Tuesday, 9 September 2014

Good on you

The badger is not an endangered species and numbers have risen greatly
over the past couple of decades, yet in tackling the bovine TB problem
instead of working with DEFRA and farming organisations, certain
animal groups saw it as a “call to arms” – or rather a call to disarm
– creating division when common cause was required.

Yes there is scientific disagreement over the culling process, but it
was not as straightforward as some groups portrayed. Once again,
instead of looking at this problem through wildlife management eyes,
we get is this simplistic ‘kill or no kill’ choice offered to the
public. And what about the badgers that have TB also suffering? Or is
it as one anti-cull campaigner said, that wild animals die horrible
deaths in any case so why worry. How is this helping badgers?

Some people had reservations about the cull because shooting was the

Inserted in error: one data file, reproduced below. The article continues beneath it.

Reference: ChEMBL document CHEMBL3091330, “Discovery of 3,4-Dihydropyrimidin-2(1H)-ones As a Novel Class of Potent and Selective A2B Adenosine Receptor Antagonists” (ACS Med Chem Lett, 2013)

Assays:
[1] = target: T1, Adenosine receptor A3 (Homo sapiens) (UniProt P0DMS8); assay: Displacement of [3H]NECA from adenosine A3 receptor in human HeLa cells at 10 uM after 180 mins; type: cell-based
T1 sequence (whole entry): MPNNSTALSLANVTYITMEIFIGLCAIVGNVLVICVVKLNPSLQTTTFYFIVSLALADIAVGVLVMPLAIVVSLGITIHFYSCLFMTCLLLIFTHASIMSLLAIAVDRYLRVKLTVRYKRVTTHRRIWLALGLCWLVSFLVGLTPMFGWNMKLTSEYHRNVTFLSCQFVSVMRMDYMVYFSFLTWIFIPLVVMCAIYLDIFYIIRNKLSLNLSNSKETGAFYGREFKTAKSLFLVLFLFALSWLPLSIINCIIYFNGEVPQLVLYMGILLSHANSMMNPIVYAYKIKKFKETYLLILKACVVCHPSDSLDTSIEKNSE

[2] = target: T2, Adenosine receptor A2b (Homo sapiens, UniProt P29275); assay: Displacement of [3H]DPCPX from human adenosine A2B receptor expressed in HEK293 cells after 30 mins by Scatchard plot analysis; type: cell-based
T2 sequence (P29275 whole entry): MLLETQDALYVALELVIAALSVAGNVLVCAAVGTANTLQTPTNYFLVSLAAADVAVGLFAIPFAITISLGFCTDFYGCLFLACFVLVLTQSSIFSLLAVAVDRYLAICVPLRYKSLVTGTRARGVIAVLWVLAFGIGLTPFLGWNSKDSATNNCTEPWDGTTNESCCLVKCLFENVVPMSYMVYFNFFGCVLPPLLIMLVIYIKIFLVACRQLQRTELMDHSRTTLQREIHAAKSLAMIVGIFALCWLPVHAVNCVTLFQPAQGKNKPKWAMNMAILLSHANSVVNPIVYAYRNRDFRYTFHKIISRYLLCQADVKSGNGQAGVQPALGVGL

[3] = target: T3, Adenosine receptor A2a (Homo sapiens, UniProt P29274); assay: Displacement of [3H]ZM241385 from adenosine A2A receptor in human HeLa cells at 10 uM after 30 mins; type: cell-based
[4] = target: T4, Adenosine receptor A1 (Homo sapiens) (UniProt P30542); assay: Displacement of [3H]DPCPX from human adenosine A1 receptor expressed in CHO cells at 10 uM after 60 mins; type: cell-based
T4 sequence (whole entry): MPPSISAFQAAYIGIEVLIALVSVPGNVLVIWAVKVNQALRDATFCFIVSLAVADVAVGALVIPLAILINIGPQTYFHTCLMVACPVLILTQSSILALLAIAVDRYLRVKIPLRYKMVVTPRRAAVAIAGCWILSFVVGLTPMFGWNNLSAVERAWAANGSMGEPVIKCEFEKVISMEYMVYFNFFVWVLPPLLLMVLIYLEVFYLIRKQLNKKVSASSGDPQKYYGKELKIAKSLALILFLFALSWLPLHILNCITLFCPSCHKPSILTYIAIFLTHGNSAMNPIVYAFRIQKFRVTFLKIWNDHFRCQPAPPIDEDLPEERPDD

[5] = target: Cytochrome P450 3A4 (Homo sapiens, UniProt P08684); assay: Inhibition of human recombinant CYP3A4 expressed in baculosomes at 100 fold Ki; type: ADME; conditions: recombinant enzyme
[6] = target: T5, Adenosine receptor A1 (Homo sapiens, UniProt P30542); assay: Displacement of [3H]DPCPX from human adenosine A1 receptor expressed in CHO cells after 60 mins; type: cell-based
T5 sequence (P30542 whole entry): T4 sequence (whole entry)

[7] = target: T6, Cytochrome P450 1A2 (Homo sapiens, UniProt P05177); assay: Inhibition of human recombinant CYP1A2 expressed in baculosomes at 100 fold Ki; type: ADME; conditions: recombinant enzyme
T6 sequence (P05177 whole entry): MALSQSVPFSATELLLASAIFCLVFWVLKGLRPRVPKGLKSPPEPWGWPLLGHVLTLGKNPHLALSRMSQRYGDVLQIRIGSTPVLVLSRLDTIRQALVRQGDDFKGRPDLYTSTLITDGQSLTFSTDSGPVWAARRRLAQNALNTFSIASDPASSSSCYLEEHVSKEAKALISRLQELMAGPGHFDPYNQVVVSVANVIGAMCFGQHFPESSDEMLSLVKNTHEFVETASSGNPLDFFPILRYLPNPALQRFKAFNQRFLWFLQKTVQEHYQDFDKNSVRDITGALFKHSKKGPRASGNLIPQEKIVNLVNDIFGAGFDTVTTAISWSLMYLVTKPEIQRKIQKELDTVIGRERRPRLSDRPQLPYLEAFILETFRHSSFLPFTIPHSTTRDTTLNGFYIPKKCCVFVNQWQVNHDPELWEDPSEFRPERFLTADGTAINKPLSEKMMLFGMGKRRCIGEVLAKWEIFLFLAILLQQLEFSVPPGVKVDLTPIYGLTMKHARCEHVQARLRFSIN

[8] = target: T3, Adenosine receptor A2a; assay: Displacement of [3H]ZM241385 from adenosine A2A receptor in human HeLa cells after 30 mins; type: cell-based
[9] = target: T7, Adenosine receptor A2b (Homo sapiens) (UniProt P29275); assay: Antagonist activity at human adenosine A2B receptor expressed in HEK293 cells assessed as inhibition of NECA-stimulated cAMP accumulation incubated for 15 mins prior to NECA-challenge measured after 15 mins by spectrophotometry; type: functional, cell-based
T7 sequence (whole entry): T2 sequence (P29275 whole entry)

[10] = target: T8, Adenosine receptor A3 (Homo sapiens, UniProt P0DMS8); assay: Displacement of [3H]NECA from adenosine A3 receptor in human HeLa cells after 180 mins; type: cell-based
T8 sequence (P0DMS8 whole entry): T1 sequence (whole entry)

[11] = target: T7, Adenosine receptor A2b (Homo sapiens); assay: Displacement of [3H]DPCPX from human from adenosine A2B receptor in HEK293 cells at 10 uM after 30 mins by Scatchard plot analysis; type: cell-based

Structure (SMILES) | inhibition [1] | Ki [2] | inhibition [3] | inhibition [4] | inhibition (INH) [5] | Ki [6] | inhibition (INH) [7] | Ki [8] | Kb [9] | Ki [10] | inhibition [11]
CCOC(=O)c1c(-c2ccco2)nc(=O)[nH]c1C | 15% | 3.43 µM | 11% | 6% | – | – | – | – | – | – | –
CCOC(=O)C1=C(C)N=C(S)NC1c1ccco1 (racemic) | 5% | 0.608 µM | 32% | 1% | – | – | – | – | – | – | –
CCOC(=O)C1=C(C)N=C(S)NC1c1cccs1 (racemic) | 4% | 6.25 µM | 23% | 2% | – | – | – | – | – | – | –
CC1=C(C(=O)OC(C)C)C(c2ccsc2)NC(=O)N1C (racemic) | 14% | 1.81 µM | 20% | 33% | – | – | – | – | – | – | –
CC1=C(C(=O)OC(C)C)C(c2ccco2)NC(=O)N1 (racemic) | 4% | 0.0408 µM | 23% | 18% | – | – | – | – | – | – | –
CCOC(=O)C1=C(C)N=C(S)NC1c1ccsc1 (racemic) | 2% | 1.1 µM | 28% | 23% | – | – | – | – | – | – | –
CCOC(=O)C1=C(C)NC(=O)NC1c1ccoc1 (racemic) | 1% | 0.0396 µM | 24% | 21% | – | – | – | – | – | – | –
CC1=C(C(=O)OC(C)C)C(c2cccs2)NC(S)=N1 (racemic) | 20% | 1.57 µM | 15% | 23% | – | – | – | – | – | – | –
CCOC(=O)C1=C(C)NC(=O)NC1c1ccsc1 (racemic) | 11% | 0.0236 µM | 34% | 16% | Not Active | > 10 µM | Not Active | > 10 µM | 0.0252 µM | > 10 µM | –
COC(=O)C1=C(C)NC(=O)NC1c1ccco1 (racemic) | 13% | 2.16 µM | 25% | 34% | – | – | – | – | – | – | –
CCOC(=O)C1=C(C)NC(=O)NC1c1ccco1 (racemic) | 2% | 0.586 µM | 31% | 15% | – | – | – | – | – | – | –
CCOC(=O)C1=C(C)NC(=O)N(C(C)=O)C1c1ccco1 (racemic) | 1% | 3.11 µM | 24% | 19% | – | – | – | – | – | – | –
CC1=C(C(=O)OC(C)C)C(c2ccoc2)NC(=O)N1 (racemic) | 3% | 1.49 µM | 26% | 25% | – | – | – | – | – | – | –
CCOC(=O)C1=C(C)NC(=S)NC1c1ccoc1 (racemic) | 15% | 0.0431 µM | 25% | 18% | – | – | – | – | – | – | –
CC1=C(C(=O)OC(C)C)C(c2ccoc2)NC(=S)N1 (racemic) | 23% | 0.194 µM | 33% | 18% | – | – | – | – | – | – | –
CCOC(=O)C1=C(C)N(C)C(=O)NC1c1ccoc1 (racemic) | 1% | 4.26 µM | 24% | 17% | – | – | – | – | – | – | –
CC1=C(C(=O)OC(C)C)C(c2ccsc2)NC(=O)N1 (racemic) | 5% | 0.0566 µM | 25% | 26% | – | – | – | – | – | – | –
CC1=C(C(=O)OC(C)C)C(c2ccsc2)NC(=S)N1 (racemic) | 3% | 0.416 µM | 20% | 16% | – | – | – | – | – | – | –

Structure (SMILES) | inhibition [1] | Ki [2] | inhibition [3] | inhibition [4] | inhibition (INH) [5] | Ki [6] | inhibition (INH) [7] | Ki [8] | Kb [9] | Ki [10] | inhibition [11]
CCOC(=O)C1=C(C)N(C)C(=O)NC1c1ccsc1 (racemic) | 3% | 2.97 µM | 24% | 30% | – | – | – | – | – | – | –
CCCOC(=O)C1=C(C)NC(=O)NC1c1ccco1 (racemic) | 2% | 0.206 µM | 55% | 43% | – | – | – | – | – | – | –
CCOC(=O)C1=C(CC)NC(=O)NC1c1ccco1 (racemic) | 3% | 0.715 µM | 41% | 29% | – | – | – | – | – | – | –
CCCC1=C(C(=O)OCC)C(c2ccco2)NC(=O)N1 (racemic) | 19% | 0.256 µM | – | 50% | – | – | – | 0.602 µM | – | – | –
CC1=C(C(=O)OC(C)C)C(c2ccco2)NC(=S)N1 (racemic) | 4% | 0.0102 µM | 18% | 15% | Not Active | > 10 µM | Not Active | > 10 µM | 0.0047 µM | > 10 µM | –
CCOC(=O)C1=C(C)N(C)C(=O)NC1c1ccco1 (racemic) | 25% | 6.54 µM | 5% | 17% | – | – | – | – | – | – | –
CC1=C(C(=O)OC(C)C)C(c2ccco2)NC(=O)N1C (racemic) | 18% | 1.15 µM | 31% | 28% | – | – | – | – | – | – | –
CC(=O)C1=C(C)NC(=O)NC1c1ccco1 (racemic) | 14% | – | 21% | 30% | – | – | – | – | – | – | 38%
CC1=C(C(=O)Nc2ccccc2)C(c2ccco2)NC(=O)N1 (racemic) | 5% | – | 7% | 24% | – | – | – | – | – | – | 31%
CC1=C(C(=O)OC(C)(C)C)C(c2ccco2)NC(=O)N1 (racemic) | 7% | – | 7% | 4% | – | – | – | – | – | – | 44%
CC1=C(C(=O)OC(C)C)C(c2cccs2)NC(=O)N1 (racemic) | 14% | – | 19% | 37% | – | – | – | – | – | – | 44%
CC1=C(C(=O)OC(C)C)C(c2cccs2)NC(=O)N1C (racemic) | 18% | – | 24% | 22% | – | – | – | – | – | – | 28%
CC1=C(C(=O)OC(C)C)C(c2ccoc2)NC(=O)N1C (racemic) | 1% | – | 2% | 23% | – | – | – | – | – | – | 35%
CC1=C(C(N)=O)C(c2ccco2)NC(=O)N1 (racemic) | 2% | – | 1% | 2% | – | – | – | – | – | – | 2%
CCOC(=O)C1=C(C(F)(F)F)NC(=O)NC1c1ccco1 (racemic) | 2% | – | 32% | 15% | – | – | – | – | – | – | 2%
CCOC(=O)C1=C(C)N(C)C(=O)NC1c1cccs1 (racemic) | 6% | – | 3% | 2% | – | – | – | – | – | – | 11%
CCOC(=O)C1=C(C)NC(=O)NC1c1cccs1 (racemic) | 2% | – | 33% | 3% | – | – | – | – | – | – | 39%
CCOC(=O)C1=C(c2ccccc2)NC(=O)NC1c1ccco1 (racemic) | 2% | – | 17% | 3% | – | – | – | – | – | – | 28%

method chosen, but why is it so controversial to cull infected badgers
when we cull over 600,000 healthy deer every year? Fine to kill
healthy deer, but not fine to kill diseased badgers? Why was shooting
foxes -presumably by anyone with a shotgun or rifle – advocated by the
anti-hunting groups when a ban was being debated, while the shooting
of badgers by expert marksmen is now cruel and barbaric? Or was it, as
a previous chief executive of the RSPCA claimed, that a wounded fox
doesn’t necessarily suffer. How can a body like the RSPCA have these
dual positions and remain credible?

All this from one man: http://www.countryside-alliance.org/ca/campaigns-hunting/james-barringtons-animal-welfare-blog

Good on you

1 comment:

Cro Magnon said...

War has been declared here too. Weekend hunters regularly kill wild boar and roe deer for reasons of good food, destructive creatures, and just plain sport. But badgers are treated very cruelly; often illegally snared. If they do need to be culled (and research seems to suggest they should) then a decent way of doing so should be employed.